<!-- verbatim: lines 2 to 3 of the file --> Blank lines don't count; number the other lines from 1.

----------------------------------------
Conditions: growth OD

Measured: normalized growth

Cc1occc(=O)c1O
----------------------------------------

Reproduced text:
Measured: normalized growth

Cc1occc(=O)c1O